Groupon, LinkedIn and the Facebook Effect
Tim is a member of The Motley Fool Blog Network -- entries represent the personal opinion of the blogger and are not formally edited.
The mid to long-term concerns voiced by analysts and investors regarding the growth prospects for Groupon (NASDAQ: GRPN) and LinkedIn (NYSE: LNKD) are legitimate. Any new(ish) internet growth company walks a road filled with potholes – that’s just reality. Some management teams are simply better at recognizing the bumps and are able to address them as they arise. Others? Not so much.
As mentioned in my previous articles, Groupon and LinkedIn belong in the former group - strong management teams with definitive plans for growth. Both have too many things going for them to warrant the recent sell-offs - so what's the deal? The culprit for the entire downtrodden sector remains Facebook (NASDAQ: FB) – and that’s great news for those who sat on the sidelines, either by choice or necessity. The Facebook IPO fiasco was the impetus for what became a snowball effect – and companies got caught up in the negativity whether ties with the social networking phenomenon were legitimate or not.
For Groupon shareholders the release of 600 million additional shares the end of last week – as per the IPO specs – certainly didn’t help matters. Though the pressure from Facebook haters had already taken its toll on the stock, the newly released shares added fuel to the fire. But here’s the thing - if you believe Groupon has the wherewithal to continue outpacing competitors like Google's (NASDAQ: GOOG) "Offers" product and LivingSocial, the negativity associated with the Facebook effect is a dream come true.
Groupon CEO Andrew Mason and his team have a definitive domestic and international growth plan in place, and are on track to implement it. Continued sales increases in North America– as we saw in Q1 - are really just a bonus at this point. The company’s real opportunities lie overseas and the rollout of the SmartDeals technology around the world will help keep the momentum going.
LinkedIn is another sound investment option in the wrong place at the wrong time. What makes this opportunity so intriguing is the Facebook effect hit LinkedIn’s valuation hard – yet in many ways the company is a better alternative than Facebook by a long way. The concern for Facebook investors – beyond all the trading hiccups and pushing the IPO envelope valuation-wise – is the limited revenue lines. That’s a legitimate concern and will continue to be even after the company figures out how to generate ad revenue from mobile devices.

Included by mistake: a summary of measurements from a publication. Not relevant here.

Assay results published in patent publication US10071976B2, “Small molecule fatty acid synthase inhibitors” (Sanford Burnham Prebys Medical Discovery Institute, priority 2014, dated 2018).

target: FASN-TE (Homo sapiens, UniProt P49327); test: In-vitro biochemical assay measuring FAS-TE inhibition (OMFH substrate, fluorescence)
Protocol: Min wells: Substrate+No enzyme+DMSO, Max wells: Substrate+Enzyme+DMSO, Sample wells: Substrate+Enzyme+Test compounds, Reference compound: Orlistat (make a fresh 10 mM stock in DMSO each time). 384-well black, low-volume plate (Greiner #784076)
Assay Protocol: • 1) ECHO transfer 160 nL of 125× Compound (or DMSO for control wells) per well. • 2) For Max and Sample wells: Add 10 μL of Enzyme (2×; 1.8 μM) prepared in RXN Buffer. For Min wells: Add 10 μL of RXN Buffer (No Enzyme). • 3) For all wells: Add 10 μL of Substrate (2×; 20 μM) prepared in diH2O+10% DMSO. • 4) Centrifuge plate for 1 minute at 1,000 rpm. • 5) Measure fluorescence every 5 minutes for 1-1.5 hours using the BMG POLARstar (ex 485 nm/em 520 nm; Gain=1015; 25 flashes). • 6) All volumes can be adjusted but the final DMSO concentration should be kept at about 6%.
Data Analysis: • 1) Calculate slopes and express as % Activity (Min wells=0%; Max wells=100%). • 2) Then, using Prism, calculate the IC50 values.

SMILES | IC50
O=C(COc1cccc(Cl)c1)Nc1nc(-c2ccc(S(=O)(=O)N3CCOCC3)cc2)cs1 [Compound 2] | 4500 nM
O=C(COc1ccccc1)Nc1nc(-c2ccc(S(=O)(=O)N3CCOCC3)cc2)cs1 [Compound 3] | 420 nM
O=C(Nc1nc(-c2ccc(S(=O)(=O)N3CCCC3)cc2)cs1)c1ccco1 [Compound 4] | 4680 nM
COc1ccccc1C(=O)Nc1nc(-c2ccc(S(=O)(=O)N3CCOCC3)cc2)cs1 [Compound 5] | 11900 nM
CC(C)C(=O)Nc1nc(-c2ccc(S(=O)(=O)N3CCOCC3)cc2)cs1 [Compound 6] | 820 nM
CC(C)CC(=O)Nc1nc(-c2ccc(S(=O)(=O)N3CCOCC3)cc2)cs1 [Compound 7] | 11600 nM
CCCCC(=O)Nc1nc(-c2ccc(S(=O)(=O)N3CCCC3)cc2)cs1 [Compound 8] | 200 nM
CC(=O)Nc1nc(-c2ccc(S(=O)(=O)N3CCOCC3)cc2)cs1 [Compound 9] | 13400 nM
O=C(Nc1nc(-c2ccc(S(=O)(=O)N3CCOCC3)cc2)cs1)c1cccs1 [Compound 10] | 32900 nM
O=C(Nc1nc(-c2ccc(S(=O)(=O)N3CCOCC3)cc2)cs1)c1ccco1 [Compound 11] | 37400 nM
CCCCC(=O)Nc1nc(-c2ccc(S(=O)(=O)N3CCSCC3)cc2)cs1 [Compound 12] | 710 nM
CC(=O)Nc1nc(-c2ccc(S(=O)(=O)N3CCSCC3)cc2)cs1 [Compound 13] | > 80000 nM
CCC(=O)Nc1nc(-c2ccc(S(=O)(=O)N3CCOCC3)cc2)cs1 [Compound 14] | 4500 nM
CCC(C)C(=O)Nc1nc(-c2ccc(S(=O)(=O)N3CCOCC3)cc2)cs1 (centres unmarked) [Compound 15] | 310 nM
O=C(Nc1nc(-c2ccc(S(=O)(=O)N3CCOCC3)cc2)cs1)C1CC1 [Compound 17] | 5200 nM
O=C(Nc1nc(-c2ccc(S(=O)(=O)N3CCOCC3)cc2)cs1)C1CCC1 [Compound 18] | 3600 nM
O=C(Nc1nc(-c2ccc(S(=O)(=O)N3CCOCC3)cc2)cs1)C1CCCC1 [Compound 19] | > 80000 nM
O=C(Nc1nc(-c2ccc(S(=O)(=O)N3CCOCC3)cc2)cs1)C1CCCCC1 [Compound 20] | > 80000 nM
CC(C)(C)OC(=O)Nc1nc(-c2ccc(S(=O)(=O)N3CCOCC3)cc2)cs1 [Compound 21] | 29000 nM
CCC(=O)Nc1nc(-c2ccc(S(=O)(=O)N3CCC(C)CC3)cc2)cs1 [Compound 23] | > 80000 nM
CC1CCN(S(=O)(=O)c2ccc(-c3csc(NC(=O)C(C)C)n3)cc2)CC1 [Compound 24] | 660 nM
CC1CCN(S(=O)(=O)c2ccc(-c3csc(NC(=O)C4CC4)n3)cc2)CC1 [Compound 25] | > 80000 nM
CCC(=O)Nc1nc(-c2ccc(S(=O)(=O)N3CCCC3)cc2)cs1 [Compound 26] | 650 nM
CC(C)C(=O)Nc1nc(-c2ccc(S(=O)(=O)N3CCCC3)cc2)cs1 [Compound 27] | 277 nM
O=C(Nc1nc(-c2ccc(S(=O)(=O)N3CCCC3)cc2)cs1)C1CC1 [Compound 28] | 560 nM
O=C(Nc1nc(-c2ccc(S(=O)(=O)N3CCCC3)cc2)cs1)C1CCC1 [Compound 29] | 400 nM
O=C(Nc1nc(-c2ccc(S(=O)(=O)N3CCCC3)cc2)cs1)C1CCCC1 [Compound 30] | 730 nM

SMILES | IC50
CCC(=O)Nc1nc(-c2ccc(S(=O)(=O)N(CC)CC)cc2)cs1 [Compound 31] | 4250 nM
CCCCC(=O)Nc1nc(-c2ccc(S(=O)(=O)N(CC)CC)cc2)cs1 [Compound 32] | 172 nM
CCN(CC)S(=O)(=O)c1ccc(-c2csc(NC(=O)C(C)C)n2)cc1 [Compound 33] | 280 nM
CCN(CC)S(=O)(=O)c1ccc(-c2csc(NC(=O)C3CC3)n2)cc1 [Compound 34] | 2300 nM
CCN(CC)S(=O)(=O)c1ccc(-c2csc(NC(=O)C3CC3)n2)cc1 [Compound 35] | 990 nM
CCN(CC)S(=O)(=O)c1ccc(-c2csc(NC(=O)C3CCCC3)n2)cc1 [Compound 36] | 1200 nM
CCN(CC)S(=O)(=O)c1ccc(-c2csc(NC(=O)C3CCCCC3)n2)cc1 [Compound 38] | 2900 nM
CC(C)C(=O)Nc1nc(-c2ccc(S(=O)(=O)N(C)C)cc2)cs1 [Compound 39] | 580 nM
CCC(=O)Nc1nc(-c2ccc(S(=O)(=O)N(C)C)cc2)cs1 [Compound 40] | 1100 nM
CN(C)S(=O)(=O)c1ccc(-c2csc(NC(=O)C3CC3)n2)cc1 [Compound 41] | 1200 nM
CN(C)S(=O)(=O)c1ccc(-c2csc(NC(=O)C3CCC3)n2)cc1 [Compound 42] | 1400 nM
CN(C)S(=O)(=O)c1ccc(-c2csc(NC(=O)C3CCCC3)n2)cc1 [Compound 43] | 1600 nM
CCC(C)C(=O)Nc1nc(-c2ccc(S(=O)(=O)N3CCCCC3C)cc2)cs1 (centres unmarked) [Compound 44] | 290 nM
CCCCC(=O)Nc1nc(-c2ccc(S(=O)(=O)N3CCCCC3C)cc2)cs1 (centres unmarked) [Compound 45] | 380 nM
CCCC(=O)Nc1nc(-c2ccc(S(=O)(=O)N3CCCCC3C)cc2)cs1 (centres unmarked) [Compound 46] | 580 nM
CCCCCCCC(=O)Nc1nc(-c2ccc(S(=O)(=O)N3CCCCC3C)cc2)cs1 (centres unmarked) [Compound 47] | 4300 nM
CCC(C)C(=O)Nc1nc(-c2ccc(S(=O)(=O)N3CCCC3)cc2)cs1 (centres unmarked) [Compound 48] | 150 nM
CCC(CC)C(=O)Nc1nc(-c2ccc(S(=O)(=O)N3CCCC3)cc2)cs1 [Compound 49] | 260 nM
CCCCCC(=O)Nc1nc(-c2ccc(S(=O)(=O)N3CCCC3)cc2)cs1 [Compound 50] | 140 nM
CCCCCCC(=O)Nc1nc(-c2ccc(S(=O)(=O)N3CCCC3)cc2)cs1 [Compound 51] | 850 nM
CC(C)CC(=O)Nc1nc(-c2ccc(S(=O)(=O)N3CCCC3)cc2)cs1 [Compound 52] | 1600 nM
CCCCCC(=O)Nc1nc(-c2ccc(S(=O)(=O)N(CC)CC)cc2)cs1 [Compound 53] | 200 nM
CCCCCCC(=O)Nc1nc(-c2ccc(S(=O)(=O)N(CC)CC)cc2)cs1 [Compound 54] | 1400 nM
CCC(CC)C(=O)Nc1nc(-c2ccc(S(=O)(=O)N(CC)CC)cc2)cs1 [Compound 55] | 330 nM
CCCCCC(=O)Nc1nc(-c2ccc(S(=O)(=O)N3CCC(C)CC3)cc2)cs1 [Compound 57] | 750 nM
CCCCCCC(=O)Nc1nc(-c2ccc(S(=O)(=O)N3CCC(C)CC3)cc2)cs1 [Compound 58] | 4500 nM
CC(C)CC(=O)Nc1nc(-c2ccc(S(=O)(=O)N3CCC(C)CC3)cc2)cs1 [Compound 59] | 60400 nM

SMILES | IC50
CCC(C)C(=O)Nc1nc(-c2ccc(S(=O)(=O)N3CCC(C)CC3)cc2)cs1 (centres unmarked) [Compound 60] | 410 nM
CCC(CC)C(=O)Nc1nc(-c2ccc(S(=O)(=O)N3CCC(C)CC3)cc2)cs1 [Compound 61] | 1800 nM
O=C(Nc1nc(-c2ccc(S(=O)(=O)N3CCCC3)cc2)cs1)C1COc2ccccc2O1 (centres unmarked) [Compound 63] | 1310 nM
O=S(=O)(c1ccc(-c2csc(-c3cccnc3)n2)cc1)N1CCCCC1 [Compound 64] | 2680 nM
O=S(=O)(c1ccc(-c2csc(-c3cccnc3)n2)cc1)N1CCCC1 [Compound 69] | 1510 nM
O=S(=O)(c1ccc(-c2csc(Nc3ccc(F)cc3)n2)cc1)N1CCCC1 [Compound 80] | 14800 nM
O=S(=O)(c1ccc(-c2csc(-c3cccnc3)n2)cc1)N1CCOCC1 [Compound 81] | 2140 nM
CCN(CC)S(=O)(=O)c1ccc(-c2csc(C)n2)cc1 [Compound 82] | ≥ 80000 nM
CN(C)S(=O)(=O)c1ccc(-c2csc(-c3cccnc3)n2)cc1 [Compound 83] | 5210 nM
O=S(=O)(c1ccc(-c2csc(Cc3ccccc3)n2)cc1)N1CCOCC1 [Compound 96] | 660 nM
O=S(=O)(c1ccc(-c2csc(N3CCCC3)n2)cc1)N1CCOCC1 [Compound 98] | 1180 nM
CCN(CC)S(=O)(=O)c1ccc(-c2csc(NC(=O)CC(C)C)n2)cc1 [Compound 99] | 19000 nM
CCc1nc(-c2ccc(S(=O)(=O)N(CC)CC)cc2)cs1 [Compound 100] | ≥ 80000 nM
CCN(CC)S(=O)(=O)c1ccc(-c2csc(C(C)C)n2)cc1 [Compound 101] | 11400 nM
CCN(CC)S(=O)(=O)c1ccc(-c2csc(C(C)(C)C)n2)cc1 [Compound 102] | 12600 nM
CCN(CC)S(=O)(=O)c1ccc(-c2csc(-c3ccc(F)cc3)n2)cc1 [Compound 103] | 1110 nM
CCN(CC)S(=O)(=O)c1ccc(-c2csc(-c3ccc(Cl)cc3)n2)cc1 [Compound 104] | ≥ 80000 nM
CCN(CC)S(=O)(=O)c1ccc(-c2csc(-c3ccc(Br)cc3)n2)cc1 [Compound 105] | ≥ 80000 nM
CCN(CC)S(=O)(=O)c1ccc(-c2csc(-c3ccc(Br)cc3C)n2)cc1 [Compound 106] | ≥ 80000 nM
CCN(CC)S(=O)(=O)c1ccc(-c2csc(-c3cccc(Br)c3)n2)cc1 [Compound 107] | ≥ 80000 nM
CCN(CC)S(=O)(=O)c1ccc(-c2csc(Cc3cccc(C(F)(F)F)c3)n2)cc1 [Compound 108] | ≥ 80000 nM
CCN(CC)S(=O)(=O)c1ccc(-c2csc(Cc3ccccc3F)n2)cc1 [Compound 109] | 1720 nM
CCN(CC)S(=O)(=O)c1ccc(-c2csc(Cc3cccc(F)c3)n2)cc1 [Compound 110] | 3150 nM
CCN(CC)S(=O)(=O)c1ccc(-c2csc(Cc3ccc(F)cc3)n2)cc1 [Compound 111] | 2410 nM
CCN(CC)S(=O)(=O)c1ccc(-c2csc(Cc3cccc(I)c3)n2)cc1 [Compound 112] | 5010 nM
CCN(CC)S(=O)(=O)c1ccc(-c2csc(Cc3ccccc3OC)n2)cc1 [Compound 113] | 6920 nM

What makes LinkedIn a better option is CEO Jeff Wiener and the crew successfully diversifying revenue lines – and it’s working. Revenues are up, the number of users is up exponentially (almost 60% year-over-year to a whopping 160 million) and much like Google, LinkedIn recognized early on the need to generate sales from multiple products. The primary source of revenue has been and continues to be the Hiring Solutions division. As the domestic job market slowly picks up steam LinkedIn should continue to derive significant earnings from the division.
The Marketing Solutions and Premium Subscription lines together equaled about 46% of the company’s $188 million in Q1 2012 revenue. Clearly there’s an opportunity to spread the revenue wealth even further, and Jeff’s plans to continue adding to the workforce – much of which in the sales department – will help address the disparity.
Investors would be wise to avoid Facebook like the plague – way too many fundamental issues to be addressed. But that doesn’t mean you can’t profit from the Facebook effect, and Groupon and LinkedIn are both sound alternatives.
timbrugger has no positions in the stocks mentioned above. The Motley Fool owns shares of Amazon.com, Facebook, Google, and LinkedIn. Motley Fool newsletter services recommend Amazon.com, Google, and LinkedIn. Try any of our Foolish newsletter services free for 30 days. We Fools may not all hold the same opinions, but we all believe that considering a diverse range of insights makes us better investors. The Motley Fool has a disclosure policy.If you have questions about this post or the Fool’s blog network, click here for information.